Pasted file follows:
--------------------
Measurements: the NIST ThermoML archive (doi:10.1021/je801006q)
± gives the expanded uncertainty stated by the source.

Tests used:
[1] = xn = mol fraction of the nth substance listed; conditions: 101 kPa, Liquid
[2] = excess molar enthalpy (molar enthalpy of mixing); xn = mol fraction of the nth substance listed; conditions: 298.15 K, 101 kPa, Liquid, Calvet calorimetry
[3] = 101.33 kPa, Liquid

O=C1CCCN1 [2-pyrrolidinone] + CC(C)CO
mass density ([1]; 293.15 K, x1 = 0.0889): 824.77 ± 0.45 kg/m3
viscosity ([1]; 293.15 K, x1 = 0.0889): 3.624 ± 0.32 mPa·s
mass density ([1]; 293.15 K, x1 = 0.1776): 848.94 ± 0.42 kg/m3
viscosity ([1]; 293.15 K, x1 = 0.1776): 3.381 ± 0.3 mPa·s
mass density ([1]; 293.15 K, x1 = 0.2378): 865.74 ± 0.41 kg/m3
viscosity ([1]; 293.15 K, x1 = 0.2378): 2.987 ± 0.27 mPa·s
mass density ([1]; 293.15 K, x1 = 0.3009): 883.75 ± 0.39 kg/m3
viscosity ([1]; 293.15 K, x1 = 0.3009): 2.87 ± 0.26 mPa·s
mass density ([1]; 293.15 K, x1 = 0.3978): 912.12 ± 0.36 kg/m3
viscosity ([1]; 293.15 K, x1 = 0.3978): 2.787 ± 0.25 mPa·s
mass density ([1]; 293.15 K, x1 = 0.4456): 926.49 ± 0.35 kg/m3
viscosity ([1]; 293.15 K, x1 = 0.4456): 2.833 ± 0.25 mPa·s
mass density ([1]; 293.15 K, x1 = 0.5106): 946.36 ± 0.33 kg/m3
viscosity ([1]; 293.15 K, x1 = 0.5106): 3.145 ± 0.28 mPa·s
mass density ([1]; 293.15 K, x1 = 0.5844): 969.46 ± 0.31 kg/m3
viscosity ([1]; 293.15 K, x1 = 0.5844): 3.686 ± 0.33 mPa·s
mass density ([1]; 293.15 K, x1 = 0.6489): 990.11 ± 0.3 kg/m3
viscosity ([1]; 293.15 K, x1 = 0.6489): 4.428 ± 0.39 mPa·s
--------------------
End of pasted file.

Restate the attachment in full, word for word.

Measurements: the NIST ThermoML archive (doi:10.1021/je801006q)
± gives the expanded uncertainty stated by the source.

Tests used:
[1] = xn = mol fraction of the nth substance listed; conditions: 101 kPa, Liquid
[2] = excess molar enthalpy (molar enthalpy of mixing); xn = mol fraction of the nth substance listed; conditions: 298.15 K, 101 kPa, Liquid, Calvet calorimetry
[3] = 101.33 kPa, Liquid

O=C1CCCN1 [2-pyrrolidinone] + CC(C)CO
mass density ([1]; 293.15 K, x1 = 0.0889): 824.77 ± 0.45 kg/m3
viscosity ([1]; 293.15 K, x1 = 0.0889): 3.624 ± 0.32 mPa·s
mass density ([1]; 293.15 K, x1 = 0.1776): 848.94 ± 0.42 kg/m3
viscosity ([1]; 293.15 K, x1 = 0.1776): 3.381 ± 0.3 mPa·s
mass density ([1]; 293.15 K, x1 = 0.2378): 865.74 ± 0.41 kg/m3
viscosity ([1]; 293.15 K, x1 = 0.2378): 2.987 ± 0.27 mPa·s
mass density ([1]; 293.15 K, x1 = 0.3009): 883.75 ± 0.39 kg/m3
viscosity ([1]; 293.15 K, x1 = 0.3009): 2.87 ± 0.26 mPa·s
mass density ([1]; 293.15 K, x1 = 0.3978): 912.12 ± 0.36 kg/m3
viscosity ([1]; 293.15 K, x1 = 0.3978): 2.787 ± 0.25 mPa·s
mass density ([1]; 293.15 K, x1 = 0.4456): 926.49 ± 0.35 kg/m3
viscosity ([1]; 293.15 K, x1 = 0.4456): 2.833 ± 0.25 mPa·s
mass density ([1]; 293.15 K, x1 = 0.5106): 946.36 ± 0.33 kg/m3
viscosity ([1]; 293.15 K, x1 = 0.5106): 3.145 ± 0.28 mPa·s
mass density ([1]; 293.15 K, x1 = 0.5844): 969.46 ± 0.31 kg/m3
viscosity ([1]; 293.15 K, x1 = 0.5844): 3.686 ± 0.33 mPa·s
mass density ([1]; 293.15 K, x1 = 0.6489): 990.11 ± 0.3 kg/m3
viscosity ([1]; 293.15 K, x1 = 0.6489): 4.428 ± 0.39 mPa·s